The makers of Brahmastra Part One: Shiva have devoted considerable effort and energy to dreaming up devices to portray luminescence. The colour scheme of Ayan Mukerji’s fantasy film is inspired by the bluish-pinkish hue created when flames burst out of a match. As a disc jockey in Mumbai is transformed into a fire-channeling saviour of the universe, there is light everywhere, except where it’s needed the most.
Perhaps the laser beams that illuminate the hero’s journey needed to have been shone on the script. The first chapter in a trilogy called “Astraverse”, Brahmastra Part One: Shiva gets the pyrotechnics right but fumbles in creating an emotionally involving alternate reality.
Mukerji, who has previously directed the coming-of-age sagas Wake Up Sid and Yeh Jawaani Hai Deewani, dips into Hindu mythology and Hollywood superhero movies to conjure up a spectacular earthly battle over an all-powerful weapon. The titular brahmastra, which has been guarded by a secret society for eons, is being sought by a rogue god and his acolytes.
Junoon (Mouni Roy), she of the blood-red contact lenses and black robes, is trawling through India in search of the super-weapon. Junoon and a bearded pair of henchmen arrive in the backyard of Shiva, a DJ who has fallen for Isha (Alia Bhatt) at first glance. Shiva’s courtship is accompanied by Pritam’s catchy tunes (including the unfairly maligned Kesariya), nifty footwork by Kapoor, and a smoothness that abandons the narrative in its shambolic middle section.
Shiva and Isha travel to Varanasi, where they meet the demigod Anish (Nagarjuna). They eventually arrive in Himachal Pradesh, where Guru (Amitabh Bachchan) runs an X-Men style ashram.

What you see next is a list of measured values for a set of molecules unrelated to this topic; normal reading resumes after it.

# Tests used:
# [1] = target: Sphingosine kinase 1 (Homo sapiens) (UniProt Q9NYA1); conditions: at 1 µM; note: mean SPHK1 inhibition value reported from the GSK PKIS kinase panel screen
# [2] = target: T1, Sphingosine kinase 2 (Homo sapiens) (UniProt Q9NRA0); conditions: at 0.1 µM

The opening sections are electrified literally and figuratively by Shah Rukh Khan, who is fast becoming the king of the strategically placed cameo. The actor plays Mohan Bhargav, a scientist who shares his name with Khan’s character from Swades.
Real-life couple Ranbir Kapoor and Alia Bhatt, in their first on-screen pairing, look deep into each other’s eyes, but they are stymied by Hussain Dalal’s groan-worthy dialogue. Every time Shiva and Isha – or any other character for that matter – open their mouths, the earnest attempt to create an Indian version of the Marvel Cinematic Universe elicits unintended sniggers.
A far superior MCU-inspired local variant was Basil Joseph’s Malayalam-language Minnal Murali, which was streamed on Netflix in 2021. Produced at a fraction of Brahmastra’s budget, Minnal Murali had a compelling superhero origins story that landed on the strength of a coherent script, rather than visual razzmatazz.
While Brahmastra isn’t lacking in ambition, Mukerji’s screenplay doesn’t trust its instincts enough. The film’s themes are spray-painted on the screen in giant letters and then further explained by Bachchan’s voiceover. Delivered in an even deeper-than-usual (and sometimes indecipherable) rumble, Bachchan’s Guru tells us what we needed to be seeing rather than hearing.
Despite the on-the-nose writing, there are several unanswered questions. Why are celestial beings who can bend the space-time continuum chasing their marks on foot, as though in a 1970s crime film? Why can’t Junoon locate Guru’s lair when all she has to do is turn her head a little to the right, where he is lying in wait?
And what’s with the brahmastra itself, which resembles a glistening paperweight and is tossed about at will? The weapon’s undignified treatment is on par with Guru’s banal advice to Shiva that in order for him to discover his powers, he needs to be “on”.
On what, exactly? You don’t want to know.
It’s a relief when the characters zip up and cut loose. When Shiva, Guru and other guardians of this corner of the galaxy get going, the 167-minute movie delivers bang for the buck.
The visual design is always on point. Considerable thought has gone into an adventure that goes seamlessly from the colourful clamour of the religious festival to the fluorescent vibe of the disco to an astral amphitheatre located on Earth. The show is as easy on the eye as the talk is hard on the ear.